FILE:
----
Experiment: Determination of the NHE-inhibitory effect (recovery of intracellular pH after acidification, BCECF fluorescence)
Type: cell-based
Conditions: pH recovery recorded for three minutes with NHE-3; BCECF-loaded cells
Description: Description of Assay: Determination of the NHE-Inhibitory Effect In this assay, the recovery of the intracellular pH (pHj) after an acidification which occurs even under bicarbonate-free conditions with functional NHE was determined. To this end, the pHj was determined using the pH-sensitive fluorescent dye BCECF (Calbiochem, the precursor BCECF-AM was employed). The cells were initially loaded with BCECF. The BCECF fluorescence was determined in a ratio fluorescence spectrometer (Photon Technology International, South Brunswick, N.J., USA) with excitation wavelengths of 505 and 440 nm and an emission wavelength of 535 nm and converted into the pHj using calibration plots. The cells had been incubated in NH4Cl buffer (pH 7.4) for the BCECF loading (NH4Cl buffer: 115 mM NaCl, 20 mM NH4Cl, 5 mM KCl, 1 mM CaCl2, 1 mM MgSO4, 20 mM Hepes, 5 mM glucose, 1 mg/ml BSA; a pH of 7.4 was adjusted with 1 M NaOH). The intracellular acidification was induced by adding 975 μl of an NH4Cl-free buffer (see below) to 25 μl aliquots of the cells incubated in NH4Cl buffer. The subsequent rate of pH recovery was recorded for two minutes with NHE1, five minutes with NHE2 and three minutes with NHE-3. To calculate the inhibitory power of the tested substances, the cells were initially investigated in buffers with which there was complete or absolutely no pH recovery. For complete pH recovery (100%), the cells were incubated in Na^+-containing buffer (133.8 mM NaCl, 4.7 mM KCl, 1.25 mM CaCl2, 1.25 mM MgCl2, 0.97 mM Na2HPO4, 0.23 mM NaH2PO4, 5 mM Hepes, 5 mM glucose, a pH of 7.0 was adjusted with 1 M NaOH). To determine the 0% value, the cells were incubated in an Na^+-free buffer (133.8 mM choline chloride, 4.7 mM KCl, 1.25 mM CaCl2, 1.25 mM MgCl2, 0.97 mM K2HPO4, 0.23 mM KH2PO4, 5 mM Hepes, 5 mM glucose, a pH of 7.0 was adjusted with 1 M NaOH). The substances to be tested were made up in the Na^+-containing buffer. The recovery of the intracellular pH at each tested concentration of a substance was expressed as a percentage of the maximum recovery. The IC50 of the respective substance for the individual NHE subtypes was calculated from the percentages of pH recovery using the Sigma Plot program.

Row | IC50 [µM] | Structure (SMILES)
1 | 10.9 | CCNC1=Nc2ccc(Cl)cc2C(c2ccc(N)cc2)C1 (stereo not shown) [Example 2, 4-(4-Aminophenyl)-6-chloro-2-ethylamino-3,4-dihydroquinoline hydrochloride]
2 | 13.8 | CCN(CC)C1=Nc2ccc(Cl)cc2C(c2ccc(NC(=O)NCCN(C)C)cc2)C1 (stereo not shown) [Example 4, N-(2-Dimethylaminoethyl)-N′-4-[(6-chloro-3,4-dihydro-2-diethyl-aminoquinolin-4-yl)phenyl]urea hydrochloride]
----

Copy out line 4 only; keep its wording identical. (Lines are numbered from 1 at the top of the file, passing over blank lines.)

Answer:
Description: Description of Assay: Determination of the NHE-Inhibitory Effect In this assay, the recovery of the intracellular pH (pHj) after an acidification which occurs even under bicarbonate-free conditions with functional NHE was determined. To this end, the pHj was determined using the pH-sensitive fluorescent dye BCECF (Calbiochem, the precursor BCECF-AM was employed). The cells were initially loaded with BCECF. The BCECF fluorescence was determined in a ratio fluorescence spectrometer (Photon Technology International, South Brunswick, N.J., USA) with excitation wavelengths of 505 and 440 nm and an emission wavelength of 535 nm and converted into the pHj using calibration plots. The cells had been incubated in NH4Cl buffer (pH 7.4) for the BCECF loading (NH4Cl buffer: 115 mM NaCl, 20 mM NH4Cl, 5 mM KCl, 1 mM CaCl2, 1 mM MgSO4, 20 mM Hepes, 5 mM glucose, 1 mg/ml BSA; a pH of 7.4 was adjusted with 1 M NaOH). The intracellular acidification was induced by adding 975 μl of an NH4Cl-free buffer (see below) to 25 μl aliquots of the cells incubated in NH4Cl buffer. The subsequent rate of pH recovery was recorded for two minutes with NHE1, five minutes with NHE2 and three minutes with NHE-3. To calculate the inhibitory power of the tested substances, the cells were initially investigated in buffers with which there was complete or absolutely no pH recovery. For complete pH recovery (100%), the cells were incubated in Na^+-containing buffer (133.8 mM NaCl, 4.7 mM KCl, 1.25 mM CaCl2, 1.25 mM MgCl2, 0.97 mM Na2HPO4, 0.23 mM NaH2PO4, 5 mM Hepes, 5 mM glucose, a pH of 7.0 was adjusted with 1 M NaOH). To determine the 0% value, the cells were incubated in an Na^+-free buffer (133.8 mM choline chloride, 4.7 mM KCl, 1.25 mM CaCl2, 1.25 mM MgCl2, 0.97 mM K2HPO4, 0.23 mM KH2PO4, 5 mM Hepes, 5 mM glucose, a pH of 7.0 was adjusted with 1 M NaOH). The substances to be tested were made up in the Na^+-containing buffer. The recovery of the intracellular pH at each tested concentration of a substance was expressed as a percentage of the maximum recovery. The IC50 of the respective substance for the individual NHE subtypes was calculated from the percentages of pH recovery using the Sigma Plot program.